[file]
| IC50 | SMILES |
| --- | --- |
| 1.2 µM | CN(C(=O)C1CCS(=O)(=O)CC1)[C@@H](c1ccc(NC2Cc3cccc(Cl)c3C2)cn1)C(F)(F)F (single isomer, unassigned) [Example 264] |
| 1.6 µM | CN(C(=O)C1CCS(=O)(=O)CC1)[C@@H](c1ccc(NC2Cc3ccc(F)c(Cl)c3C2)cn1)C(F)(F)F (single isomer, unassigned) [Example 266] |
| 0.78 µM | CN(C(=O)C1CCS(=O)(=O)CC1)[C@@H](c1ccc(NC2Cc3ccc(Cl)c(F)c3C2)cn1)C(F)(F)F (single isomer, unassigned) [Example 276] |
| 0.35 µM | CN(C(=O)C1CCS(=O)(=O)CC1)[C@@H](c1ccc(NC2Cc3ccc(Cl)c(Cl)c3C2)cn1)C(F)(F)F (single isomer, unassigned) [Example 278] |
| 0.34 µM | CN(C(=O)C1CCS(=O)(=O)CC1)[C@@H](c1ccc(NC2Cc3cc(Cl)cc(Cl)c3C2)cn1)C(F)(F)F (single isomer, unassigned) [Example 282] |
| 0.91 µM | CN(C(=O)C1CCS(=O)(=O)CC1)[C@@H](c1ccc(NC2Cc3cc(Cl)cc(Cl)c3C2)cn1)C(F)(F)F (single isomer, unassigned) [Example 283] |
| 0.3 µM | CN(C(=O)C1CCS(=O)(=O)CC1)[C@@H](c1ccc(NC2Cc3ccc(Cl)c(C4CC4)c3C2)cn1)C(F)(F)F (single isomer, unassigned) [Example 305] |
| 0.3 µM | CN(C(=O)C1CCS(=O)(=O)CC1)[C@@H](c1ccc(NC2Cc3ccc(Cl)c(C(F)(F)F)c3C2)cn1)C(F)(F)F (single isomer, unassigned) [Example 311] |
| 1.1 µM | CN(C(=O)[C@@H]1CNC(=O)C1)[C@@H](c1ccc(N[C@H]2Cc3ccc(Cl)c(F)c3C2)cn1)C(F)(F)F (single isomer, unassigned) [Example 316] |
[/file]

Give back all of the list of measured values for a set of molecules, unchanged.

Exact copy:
| IC50 | SMILES |
| --- | --- |
| 1.2 µM | CN(C(=O)C1CCS(=O)(=O)CC1)[C@@H](c1ccc(NC2Cc3cccc(Cl)c3C2)cn1)C(F)(F)F (single isomer, unassigned) [Example 264] |
| 1.6 µM | CN(C(=O)C1CCS(=O)(=O)CC1)[C@@H](c1ccc(NC2Cc3ccc(F)c(Cl)c3C2)cn1)C(F)(F)F (single isomer, unassigned) [Example 266] |
| 0.78 µM | CN(C(=O)C1CCS(=O)(=O)CC1)[C@@H](c1ccc(NC2Cc3ccc(Cl)c(F)c3C2)cn1)C(F)(F)F (single isomer, unassigned) [Example 276] |
| 0.35 µM | CN(C(=O)C1CCS(=O)(=O)CC1)[C@@H](c1ccc(NC2Cc3ccc(Cl)c(Cl)c3C2)cn1)C(F)(F)F (single isomer, unassigned) [Example 278] |
| 0.34 µM | CN(C(=O)C1CCS(=O)(=O)CC1)[C@@H](c1ccc(NC2Cc3cc(Cl)cc(Cl)c3C2)cn1)C(F)(F)F (single isomer, unassigned) [Example 282] |
| 0.91 µM | CN(C(=O)C1CCS(=O)(=O)CC1)[C@@H](c1ccc(NC2Cc3cc(Cl)cc(Cl)c3C2)cn1)C(F)(F)F (single isomer, unassigned) [Example 283] |
| 0.3 µM | CN(C(=O)C1CCS(=O)(=O)CC1)[C@@H](c1ccc(NC2Cc3ccc(Cl)c(C4CC4)c3C2)cn1)C(F)(F)F (single isomer, unassigned) [Example 305] |
| 0.3 µM | CN(C(=O)C1CCS(=O)(=O)CC1)[C@@H](c1ccc(NC2Cc3ccc(Cl)c(C(F)(F)F)c3C2)cn1)C(F)(F)F (single isomer, unassigned) [Example 311] |
| 1.1 µM | CN(C(=O)[C@@H]1CNC(=O)C1)[C@@H](c1ccc(N[C@H]2Cc3ccc(Cl)c(F)c3C2)cn1)C(F)(F)F (single isomer, unassigned) [Example 316] |